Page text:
THE Federal Board of Revenue is confident of getting its controversial tax amnesty scheme passed in the National Assembly and is making preparations for its implementation in the coming weeks despite the fact that this assembly’s life is hardly two months.

In a letter sent to heads of all tax departments, the FBR has asked them to spare senior officials from representing the revenue body on judicial forums as bulk of human resources would be required after the launch of the Taxpayers’ Registration Enforcement Initiative 2012.

Earlier, the Board had said it would not mind, in fact would prefer, if the scheme aimed at whitening black money was passed and implemented during the tenure of caretaker government.

FBR had also prepared an alternative plan in the middle of this month in case parliamentary approval of the tax amnesty scheme was delayed due to Tahirul Qadri’s long march on Islamabad and its possible negative impact on the working of the government. However, this did not happen.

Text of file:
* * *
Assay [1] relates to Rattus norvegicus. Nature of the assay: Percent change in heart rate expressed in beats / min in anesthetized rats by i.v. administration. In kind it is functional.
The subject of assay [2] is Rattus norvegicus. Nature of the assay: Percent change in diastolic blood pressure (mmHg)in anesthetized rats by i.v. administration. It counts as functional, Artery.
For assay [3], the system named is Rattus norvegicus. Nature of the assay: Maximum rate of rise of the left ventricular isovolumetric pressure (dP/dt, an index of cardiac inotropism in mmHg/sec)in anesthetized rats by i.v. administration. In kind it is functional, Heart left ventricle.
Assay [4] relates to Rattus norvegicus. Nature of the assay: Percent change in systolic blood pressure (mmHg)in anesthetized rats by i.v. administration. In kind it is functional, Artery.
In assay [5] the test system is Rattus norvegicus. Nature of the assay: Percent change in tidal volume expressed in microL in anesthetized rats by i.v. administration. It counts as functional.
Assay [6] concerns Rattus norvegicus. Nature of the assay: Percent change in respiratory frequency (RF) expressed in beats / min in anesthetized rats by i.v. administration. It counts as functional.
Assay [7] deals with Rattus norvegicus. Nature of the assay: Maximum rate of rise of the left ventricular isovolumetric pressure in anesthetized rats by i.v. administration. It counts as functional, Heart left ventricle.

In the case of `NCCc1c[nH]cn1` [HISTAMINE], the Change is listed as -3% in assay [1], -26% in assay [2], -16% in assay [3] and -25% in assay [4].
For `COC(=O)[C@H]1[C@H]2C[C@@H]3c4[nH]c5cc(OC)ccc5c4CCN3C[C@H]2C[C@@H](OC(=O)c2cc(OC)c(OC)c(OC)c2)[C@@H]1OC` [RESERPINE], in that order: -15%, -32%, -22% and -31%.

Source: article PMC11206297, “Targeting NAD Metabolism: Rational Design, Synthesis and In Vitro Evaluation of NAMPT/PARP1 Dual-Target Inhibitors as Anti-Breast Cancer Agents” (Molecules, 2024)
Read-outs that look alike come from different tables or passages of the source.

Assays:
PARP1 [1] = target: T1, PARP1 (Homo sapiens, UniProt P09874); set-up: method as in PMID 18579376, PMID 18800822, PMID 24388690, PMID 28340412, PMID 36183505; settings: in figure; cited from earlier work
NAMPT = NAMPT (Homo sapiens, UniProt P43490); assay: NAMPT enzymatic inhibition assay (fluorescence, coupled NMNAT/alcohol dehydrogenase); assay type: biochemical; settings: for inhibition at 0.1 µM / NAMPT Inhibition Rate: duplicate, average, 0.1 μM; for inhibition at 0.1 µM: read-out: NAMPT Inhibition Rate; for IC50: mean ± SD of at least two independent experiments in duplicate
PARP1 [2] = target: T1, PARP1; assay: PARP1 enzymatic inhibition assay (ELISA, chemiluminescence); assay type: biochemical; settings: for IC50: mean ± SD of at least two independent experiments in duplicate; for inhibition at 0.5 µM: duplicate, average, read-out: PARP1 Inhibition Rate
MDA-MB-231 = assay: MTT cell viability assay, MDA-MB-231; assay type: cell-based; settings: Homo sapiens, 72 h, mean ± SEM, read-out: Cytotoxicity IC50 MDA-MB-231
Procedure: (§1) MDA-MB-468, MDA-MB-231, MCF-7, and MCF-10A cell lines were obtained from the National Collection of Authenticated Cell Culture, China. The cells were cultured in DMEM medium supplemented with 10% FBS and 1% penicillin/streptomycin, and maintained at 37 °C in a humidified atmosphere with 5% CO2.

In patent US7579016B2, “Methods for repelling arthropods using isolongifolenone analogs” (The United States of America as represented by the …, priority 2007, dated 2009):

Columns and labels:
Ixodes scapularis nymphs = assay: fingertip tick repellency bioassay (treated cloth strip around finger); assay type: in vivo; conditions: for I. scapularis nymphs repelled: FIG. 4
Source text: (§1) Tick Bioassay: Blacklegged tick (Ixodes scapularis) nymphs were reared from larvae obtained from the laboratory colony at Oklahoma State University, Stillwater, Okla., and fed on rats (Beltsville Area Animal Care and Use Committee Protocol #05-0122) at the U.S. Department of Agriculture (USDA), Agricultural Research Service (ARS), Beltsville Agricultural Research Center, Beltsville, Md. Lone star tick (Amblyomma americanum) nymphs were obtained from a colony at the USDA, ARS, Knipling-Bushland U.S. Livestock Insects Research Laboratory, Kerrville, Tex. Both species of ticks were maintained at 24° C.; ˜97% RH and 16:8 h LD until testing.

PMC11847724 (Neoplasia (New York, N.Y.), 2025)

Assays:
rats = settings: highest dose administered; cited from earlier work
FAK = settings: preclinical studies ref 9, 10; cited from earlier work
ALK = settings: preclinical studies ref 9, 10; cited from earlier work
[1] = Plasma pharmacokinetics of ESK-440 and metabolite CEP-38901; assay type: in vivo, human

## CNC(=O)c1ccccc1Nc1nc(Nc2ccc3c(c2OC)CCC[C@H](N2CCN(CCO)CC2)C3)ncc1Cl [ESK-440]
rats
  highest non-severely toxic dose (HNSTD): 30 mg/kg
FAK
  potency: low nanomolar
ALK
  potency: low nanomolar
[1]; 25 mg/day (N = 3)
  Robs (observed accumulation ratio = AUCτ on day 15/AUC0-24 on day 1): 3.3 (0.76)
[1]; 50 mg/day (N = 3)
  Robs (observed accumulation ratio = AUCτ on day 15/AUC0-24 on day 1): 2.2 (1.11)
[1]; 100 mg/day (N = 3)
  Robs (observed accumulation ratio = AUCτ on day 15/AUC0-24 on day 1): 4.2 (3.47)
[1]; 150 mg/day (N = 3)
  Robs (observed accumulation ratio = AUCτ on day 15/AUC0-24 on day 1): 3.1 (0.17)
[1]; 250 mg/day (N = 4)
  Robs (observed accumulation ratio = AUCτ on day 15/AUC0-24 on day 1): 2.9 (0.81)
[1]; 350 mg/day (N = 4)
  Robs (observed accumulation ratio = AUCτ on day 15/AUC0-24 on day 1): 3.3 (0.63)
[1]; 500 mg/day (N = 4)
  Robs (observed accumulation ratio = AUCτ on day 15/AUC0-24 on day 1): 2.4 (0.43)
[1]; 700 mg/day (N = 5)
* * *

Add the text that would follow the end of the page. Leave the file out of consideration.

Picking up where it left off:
Under this plan, the FBR was to send notices to 0.5 million tax evaders, directing them to pay taxes with penalties. Major tax evaders were to be tracked through centralised software. FBR has already identified 3.1 million potential taxpayers who enjoy high consumption patterns but do not pay taxes.

However, the Board would have to amend certain rules before issuing the notices, as these evaders were to be asked to file electronic returns.